from a 2001 “Blindfold Test” conducted for Down Beat by Ted Panken, reprinted from Ted’s blog, TODAY IS THE QUESTION.

Listen to Vic, I say. And not just these sides.

May your happiness increase!

“WHEN ALL ELSE FAILS, YOU CAN TURN TO JAZZ”: A CONCERT FOR RICHIE COLE (1867 Sanctuary, Sunday, May 1, 2022)

If you don’t know the alto saxophonist Richie Cole, a New Jersey native who left us in 2020, please listen to these two examples of his work. First, joyously playful:

Here, making a well-worn ballad both entrancing and swinging:

A passionate approach grounded in the great traditions but stamped with his own personality. Please enjoy the video announcing the concert (fine work by Mike Salvatore) and if you are nearby, be sure to come by. The Sanctuary has wonderful acoustics and a lovely ambiance.

And the details of the concert — Richie’s ALTO MADNESS band with sitters-in invited — are in the video:

Richie was not only a sweet soulful player; he was a sweet soulful person. My friend Richard Salvucci, a wise jazz listener and writer, encountered Richie in person:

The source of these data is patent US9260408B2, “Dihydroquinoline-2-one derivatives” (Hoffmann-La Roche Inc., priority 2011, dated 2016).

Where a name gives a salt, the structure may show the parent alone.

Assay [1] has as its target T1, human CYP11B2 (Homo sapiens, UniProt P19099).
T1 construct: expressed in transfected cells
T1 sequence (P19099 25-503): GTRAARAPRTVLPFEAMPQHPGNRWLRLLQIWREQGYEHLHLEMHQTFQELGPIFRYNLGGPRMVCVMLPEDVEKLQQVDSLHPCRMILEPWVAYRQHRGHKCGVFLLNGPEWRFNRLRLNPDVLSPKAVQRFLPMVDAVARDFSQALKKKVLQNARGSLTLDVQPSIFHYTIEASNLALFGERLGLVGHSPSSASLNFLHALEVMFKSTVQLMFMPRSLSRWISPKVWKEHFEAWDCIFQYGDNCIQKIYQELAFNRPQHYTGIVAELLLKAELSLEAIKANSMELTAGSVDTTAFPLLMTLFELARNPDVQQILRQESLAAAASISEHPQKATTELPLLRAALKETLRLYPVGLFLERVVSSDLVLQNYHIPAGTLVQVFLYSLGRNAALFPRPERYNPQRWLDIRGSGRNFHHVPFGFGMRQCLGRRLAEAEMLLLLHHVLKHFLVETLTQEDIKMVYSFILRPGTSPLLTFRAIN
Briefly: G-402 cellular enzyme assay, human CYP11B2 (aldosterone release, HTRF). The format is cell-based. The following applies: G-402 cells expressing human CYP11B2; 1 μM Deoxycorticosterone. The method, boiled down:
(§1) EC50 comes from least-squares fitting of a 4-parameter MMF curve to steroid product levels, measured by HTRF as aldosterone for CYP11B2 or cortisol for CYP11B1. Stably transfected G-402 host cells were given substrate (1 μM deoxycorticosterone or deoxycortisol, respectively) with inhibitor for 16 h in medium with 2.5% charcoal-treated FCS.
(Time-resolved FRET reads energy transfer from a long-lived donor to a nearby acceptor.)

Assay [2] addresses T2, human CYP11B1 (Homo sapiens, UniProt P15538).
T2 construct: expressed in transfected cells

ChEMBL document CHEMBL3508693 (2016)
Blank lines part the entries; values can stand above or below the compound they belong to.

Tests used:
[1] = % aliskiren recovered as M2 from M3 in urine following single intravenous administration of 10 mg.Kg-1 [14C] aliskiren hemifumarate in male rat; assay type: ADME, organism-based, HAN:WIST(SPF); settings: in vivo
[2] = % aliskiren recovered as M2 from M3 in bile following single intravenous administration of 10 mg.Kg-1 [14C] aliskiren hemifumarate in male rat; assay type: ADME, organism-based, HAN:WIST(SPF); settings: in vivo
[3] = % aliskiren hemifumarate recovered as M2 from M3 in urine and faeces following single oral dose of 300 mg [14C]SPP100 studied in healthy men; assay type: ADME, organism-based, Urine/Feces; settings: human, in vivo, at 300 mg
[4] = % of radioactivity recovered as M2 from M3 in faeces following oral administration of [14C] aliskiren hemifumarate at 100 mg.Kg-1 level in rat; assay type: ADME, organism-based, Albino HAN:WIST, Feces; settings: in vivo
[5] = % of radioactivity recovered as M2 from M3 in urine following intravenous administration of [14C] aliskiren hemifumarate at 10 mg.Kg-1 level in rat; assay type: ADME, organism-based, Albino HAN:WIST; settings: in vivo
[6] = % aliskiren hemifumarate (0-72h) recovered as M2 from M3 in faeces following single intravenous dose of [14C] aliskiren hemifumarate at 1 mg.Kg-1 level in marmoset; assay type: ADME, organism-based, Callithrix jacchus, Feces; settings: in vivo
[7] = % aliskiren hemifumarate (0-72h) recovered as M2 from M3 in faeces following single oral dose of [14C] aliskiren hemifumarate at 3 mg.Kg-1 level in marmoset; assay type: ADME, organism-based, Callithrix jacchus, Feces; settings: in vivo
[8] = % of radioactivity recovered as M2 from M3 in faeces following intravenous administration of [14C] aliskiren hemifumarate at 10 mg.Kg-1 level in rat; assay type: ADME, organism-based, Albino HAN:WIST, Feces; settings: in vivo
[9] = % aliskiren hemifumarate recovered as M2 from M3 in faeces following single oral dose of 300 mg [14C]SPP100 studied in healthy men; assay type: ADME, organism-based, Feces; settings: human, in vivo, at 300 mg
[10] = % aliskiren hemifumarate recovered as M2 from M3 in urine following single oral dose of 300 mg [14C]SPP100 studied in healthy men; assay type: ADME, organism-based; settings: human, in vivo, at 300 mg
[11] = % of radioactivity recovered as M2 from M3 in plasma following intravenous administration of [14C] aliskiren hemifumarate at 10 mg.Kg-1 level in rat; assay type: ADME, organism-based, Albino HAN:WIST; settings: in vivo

I guess it was around the summer of 2000 when I was in London for research work. Our kids were with us. So we took every opportunity to take them to museums, concerts, whatever. I was especially happy because there was a lot of jazz around London, and I could take Martin to hear people like Lou Donaldson, Warren Vache, and Ralph Sutton. We didn’t know Richie was gonna be in town until we stumbled on an advert for a new club (run by a singer whose name I can’t recall). I jumped and told Martin we’re gonna go have some fun.

Cole was with a local rhythm section that he seemed to be having a few problems with, but he played superbly. The club was, alas, hardly full, so we got a good seat at the fifty yard line. When you get to hear Cole doing Cherokee (in B), you just smile. He was wonderful. On a break, he walked around to the tables to chat with people (including his then wife, I think!). When he came over to us, Martin, then about 12, was agog. He told Richie he was learning trumpet, and Cole asked him whom he liked. “Miles,” whose “So What” solo he was learning by heart. Well, Cole asked him which Miles, early or late? We sort of said Martin was getting tuition in the real Miles, which amused Cole. I asked him if he was from Trenton, NJ, and he seemed surprised. He wasn’t surprised when I said I was from Philly–my “correct” pronunciation of Trenton gave it away. I guess we must have chatted for 10 minutes. Richie couldn’t have been nicer, and my impression was he talked to most everyone.

He was a wonderful player and a wonderful guy.

For those who like their details on the half-shell with only a squeeze of lemon, the 1867 Sanctuary is at 101 Scotch Rd, Ewing Township, New Jersey 08628-2501: 2 PM on Sunday, May 1 — and here’s more: